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**Chlorophyll Basics:**
– Responsible for the green color in plants and algae
– Found in chloroplasts and absorbs blue and red light
– Enables plants to absorb energy from light
– Several types of chlorophyll with a common magnesium ligand
– Vital for photosynthesis in plants

**Chlorophyll Chemistry:**
– Derivatives of chlorin with a fifth ring
– Classified as chlorins, relatives of porphyrins
– Different forms like chlorophyll a and b
– Binds magnesium instead of iron
– Deep green solutions in organic solvents

**Chlorophyll Function and Biosynthesis:**
– Arranged in photosystems in chloroplasts for photosynthesis
– Two main photosystems: I (P700) and II (P680)
– Biosynthesis involves a pathway shared with heme and siroheme
Chlorophyll synthase completes chlorophyll biosynthesis
Senescence involves chlorophyll degradation and recycling

**Chlorophyll Applications and Analysis:**
– Used as a food additive colorant and in culinary applications
– Synthetic chlorophyll for coloring foods and beverages
– Monitoring chlorophyll concentrations in plants and seawater
– Various chlorophyll variants discovered for different applications
– Methods for accurate chlorophyll assays and monitoring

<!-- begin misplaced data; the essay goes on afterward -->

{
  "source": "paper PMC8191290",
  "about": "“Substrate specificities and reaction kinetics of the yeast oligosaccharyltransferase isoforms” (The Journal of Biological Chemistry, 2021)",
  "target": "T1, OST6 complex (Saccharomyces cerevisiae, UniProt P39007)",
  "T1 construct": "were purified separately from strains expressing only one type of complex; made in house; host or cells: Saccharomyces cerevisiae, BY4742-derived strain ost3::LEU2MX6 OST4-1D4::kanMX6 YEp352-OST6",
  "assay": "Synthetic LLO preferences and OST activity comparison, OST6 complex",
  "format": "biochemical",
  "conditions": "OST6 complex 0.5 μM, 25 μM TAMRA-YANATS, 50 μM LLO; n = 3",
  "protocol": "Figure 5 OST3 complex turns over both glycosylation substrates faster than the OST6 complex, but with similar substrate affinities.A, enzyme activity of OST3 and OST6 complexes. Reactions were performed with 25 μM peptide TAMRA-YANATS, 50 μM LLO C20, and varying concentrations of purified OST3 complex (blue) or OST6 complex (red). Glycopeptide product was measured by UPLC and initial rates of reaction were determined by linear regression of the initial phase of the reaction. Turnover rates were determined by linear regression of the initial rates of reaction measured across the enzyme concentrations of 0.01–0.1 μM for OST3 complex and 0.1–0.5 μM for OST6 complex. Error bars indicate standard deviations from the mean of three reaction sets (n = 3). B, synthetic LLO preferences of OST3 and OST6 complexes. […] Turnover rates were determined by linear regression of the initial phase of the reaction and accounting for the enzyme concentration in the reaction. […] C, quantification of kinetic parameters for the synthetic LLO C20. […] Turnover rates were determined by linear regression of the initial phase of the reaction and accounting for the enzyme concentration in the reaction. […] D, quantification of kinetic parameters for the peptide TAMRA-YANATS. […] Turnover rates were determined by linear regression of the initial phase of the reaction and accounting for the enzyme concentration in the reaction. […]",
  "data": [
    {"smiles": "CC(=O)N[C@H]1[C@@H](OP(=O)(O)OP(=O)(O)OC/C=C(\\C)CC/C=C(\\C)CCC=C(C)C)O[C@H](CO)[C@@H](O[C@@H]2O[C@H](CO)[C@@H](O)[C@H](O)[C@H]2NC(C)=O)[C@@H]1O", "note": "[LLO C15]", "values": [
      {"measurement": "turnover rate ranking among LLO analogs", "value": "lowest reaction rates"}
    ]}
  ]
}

**Recent Advances in Chlorophyll Research:**
– Studies on chlorophyll structure, synthesis, and variants
– Research on chlorophyll biosynthesis pathways and breakdown
– Insights into chlorophyll degradation and antioxidant properties
– Effects of light and oxygen on chlorophyll biosynthesis
– Role of active oxygen species in plant behavior and degradation of light-harvesting proteins

Chlorophyll (Wikipedia)

Chlorophyll is any of several related green pigments found in cyanobacteria and in the chloroplasts of algae and plants. Its name is derived from the Greek words χλωρός, khloros ("pale green") and φύλλον, phyllon ("leaf"). Chlorophyll allow plants to absorb energy from light.

Chlorophyll at different scales
Lemon balm leaves
Chlorophyll is responsible for the green color of many plants and algae.
A microscope image of plant cells, with chloroplasts visible as small green balls
Seen through a microscope, chlorophyll is concentrated within organisms in structures called chloroplasts – shown here grouped inside plant cells.
A leaf absorbing blue and red light, but reflecting green light
Plants are perceived as green because chlorophyll absorbs mainly the blue and red wavelengths but green light, reflected by plant structures like cell walls, is less absorbed.
The structure of chlorophyll d
There are several types of chlorophyll, but all share the chlorin magnesium ligand which forms the right side of this diagram.

Chlorophylls absorb light most strongly in the blue portion of the electromagnetic spectrum as well as the red portion. Conversely, it is a poor absorber of green and near-green portions of the spectrum. Hence chlorophyll-containing tissues appear green because green light, diffusively reflected by structures like cell walls, is less absorbed. Two types of chlorophyll exist in the photosystems of green plants: chlorophyll a and b.

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